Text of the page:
It takes me about an hour to assemble the WaterRower. Using my garden hose I fill the water tank to the highest of the three recommended levels.
My WaterRower comes with a rich, dark hardwood frame, and is an attractive piece of furniture, which is lucky as that is its primary role for the first week. However, once I finally get rowing, the experience is wholly positive. There is a noticeably smoother action than with other rowing machines I have used in the gym, the water offering a pleasantly uniform resistance against the paddle that spins around the water drum. Inspired by the authenticity of the experience, I open the garden doors, and am instantly transported to the Thames, the birds singing, the bees buzzing, the water whispering, all without the damp feet and the imminent threat of drowning.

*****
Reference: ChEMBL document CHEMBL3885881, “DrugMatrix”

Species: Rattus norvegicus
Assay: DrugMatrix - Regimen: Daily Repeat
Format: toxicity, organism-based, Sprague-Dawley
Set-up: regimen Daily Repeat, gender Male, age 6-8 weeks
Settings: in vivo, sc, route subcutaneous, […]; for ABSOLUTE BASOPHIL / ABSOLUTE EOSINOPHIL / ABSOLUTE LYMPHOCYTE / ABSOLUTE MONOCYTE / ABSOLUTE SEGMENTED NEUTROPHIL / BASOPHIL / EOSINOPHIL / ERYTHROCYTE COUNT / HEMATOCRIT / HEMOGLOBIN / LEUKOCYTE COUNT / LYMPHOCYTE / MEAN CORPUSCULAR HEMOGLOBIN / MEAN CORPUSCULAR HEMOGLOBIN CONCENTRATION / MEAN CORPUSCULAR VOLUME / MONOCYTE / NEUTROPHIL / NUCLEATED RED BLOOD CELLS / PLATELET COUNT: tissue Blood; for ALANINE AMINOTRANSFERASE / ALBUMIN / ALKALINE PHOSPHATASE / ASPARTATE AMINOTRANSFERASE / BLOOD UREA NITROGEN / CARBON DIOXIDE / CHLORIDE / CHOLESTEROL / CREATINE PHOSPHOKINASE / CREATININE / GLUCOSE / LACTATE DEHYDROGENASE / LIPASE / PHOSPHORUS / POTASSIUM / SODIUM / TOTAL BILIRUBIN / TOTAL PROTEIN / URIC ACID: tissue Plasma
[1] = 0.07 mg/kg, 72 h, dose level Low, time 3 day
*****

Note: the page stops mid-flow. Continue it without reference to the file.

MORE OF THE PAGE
As with a crew on a river, if you want a more intense workout you simply row harder and faster - you can't adjust the resistance mechanically. You do, however, get an electronic performance monitor offering a plethora of functions, and enough performance data to keep the most empirically minded sportsperson happy. I do three 15-minute sessions the first week, at a slowish pace. In the second week, I increase intensity, and during the third, I do four 20-minute rows. Although it's too early to see any great change to my shape, I feel more sprightly.
The WaterRower provides an effective all-round, low-impact exercise option, and looks damn fine in the conservatory.